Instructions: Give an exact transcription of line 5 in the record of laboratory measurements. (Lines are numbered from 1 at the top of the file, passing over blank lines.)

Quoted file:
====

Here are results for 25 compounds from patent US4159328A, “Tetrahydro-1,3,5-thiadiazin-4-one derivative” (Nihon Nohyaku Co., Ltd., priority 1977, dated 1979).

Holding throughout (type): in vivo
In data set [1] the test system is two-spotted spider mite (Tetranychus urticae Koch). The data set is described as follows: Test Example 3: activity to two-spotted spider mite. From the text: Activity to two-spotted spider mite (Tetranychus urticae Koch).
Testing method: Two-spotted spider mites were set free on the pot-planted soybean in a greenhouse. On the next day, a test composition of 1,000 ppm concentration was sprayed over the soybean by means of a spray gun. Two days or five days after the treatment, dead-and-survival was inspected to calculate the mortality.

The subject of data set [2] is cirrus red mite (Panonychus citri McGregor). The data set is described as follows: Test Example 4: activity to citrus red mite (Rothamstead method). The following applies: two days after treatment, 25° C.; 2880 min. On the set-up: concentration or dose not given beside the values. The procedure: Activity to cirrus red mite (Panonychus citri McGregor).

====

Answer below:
The subject of data set [2] is cirrus red mite (Panonychus citri McGregor). The data set is described as follows: Test Example 4: activity to citrus red mite (Rothamstead method). The following applies: two days after treatment, 25° C.; 2880 min. On the set-up: concentration or dose not given beside the values. The procedure: Activity to cirrus red mite (Panonychus citri McGregor).